02/03/10 — Jump rope champ shares tricks, tips with EWE students

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Jump rope champ shares tricks, tips with EWE students

By Phyllis Moore
Published in News on February 3, 2010 1:46 PM

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Chelsea Guild, foreground, demonstrates techniques for jumping rope to fourth-graders at Eastern Wayne Elementary School. Her visit to the school was incorporated into Terry Butler's physical education class unit on jumping rope. Later this month, schools around the county will participate in Jump Rope for Heart, a fundraiser for the American Heart Association.

Chelsea Guild grew up in Chapel Hill, where she started jumping rope on the school playground when she was 8 years old.

By the time she was 12, she was a member of the award-winning Bouncing Bulldogs, an international rope skipping demonstration team that traveled around the country and across the globe. She was also a member of the USA Jump Rope Team and in 2008 was Teen Miss North Carolina.

Now 19 and a sophomore communications major at East Carolina University, she continues to volunteer her time working with elementary school students, teaching basic jump rope.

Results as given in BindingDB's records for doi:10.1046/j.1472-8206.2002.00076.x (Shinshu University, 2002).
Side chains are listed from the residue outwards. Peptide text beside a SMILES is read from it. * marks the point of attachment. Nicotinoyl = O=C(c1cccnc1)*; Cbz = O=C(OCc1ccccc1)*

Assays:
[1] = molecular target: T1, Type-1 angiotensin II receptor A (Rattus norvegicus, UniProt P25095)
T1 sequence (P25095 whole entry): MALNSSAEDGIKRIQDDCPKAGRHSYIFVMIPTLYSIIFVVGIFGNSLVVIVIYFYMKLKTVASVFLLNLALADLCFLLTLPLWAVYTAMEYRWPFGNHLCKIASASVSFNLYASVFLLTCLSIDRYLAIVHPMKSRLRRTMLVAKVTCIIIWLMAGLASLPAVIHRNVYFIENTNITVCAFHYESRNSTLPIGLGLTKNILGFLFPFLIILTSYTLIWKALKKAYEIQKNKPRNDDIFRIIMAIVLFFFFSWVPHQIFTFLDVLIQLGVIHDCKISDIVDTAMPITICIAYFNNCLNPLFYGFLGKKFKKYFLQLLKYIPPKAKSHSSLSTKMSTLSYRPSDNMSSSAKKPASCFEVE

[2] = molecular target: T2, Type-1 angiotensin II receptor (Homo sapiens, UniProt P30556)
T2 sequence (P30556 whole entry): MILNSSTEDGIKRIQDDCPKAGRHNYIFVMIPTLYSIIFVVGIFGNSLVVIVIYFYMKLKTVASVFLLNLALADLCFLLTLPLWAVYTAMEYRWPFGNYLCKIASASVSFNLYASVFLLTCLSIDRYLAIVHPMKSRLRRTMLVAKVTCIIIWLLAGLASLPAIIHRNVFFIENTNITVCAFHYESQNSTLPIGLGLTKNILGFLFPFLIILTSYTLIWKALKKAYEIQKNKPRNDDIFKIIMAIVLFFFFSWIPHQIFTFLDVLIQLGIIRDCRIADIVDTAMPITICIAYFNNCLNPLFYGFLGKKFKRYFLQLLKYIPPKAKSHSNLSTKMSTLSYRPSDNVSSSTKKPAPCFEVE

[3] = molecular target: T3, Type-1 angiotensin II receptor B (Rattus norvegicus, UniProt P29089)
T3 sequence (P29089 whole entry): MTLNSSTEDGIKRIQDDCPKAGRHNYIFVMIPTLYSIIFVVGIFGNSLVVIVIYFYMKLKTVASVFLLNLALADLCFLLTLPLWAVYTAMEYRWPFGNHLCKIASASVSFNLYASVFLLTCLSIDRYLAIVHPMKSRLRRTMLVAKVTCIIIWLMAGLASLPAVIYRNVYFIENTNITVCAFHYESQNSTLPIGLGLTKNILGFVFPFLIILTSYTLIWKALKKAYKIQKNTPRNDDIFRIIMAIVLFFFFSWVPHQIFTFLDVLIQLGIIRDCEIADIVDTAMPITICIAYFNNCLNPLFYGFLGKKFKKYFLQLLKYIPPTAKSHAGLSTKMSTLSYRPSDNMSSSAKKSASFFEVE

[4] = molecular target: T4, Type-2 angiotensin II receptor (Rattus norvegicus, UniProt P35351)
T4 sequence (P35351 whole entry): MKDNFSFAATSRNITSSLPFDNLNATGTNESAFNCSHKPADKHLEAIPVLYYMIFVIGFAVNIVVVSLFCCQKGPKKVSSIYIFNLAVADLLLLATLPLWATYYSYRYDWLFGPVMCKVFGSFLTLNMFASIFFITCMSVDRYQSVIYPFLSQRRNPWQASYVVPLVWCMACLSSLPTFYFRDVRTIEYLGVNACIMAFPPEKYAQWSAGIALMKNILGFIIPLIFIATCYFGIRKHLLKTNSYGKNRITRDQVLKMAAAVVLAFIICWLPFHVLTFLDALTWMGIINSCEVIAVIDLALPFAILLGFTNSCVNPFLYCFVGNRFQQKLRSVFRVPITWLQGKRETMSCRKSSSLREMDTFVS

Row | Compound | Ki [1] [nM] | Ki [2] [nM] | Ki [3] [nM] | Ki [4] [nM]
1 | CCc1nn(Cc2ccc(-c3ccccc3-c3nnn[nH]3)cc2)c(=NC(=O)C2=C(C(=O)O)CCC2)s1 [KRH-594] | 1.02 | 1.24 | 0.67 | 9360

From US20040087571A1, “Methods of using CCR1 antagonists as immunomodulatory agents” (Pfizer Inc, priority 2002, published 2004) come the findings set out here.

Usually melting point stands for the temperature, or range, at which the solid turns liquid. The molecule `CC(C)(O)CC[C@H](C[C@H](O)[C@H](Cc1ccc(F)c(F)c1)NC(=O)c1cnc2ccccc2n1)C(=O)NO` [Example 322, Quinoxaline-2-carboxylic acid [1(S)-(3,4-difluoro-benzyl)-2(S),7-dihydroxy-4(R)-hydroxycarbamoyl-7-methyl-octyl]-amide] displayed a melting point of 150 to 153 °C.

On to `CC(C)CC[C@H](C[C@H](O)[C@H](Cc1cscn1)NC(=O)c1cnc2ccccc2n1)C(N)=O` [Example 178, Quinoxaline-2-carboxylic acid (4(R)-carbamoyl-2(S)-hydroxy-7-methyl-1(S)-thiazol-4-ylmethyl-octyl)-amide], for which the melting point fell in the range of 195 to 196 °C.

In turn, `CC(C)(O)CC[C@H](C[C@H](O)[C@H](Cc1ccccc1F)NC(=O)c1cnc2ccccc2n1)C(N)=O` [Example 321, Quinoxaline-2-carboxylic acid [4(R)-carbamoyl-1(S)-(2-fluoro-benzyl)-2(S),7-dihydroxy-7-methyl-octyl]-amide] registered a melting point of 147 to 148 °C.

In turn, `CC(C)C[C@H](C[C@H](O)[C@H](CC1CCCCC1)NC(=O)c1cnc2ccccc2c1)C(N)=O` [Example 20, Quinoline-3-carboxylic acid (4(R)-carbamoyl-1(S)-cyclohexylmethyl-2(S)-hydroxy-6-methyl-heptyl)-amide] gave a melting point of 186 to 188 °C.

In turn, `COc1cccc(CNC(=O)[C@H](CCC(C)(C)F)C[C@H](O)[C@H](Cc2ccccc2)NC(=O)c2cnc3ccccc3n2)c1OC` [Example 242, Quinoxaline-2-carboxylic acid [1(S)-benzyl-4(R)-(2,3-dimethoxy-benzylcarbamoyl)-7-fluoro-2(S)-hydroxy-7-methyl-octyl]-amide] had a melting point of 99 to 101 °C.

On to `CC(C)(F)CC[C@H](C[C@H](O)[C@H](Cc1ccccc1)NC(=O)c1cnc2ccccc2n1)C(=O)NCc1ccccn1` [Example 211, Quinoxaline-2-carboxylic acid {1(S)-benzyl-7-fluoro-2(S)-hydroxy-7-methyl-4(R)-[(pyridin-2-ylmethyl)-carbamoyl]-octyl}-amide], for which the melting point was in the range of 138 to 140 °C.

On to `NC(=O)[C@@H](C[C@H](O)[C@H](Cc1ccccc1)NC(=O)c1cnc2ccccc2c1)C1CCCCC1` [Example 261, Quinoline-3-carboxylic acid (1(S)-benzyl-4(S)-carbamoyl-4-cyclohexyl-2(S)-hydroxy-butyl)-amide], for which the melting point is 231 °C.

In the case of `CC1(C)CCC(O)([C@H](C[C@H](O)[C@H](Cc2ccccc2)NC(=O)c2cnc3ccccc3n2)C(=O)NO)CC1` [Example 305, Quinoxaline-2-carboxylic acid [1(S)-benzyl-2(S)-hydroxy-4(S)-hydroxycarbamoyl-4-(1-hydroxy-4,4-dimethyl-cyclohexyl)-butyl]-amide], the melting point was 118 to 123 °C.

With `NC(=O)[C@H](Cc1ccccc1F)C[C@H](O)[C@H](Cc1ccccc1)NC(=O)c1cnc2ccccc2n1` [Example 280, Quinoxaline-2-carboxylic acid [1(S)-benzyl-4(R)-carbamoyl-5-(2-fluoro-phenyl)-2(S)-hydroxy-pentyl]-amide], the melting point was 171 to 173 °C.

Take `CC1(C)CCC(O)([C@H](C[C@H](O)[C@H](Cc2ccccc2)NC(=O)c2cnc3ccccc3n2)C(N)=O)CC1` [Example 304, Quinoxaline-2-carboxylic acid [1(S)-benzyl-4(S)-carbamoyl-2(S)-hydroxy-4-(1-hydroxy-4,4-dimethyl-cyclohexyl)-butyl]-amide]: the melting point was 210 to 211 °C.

Last week, she was at Eastern Wayne Elementary School, where she showed students the ropes in preparation for February's "Heart Month." Later this month, schools around the county will participate in Jump Rope for Heart, raising money for the American Heart Association.

"There's 900 tricks you can do with a jump rope," she told physical education classes before providing a few examples.

She maintains her own fitness by jumping rope every day for 15 minutes.

"Jumping rope for 10 minutes is the equivalent to running for 30 minutes," she told the students.

The petite blonde shared with students the right and wrong ways of mastering the art. She started out with basic "single bounce" jumping and demonstrated the best way to hold one's hands while turning the rope and how to position the feet.

Both feet should be together, jumping in unison, she instructed the class of first-graders.

"If you alternate your feet, I will come tie your shoestrings together," she said with a smile.

She had the students jump forwards, then backwards, revamping her methods according to the age group before her. For the fourth-graders, for example, she instructed students to jump on one foot for one minute, then one minute on the opposite side.

At session's end, she gathered them all together for a group huddle.

"Everyone promise that we're going to jump rope 10 minutes a day because it's good for your heart," she said. "It's a great way to get in shape and it can take you all over the world. Don't let anyone tell you that silly jumping rope is not a sport."

The sport has been good to Ms. Guild. In addition to becoming a world traveler, she had a small part in the 2007 Disney Channel movie "Jump In."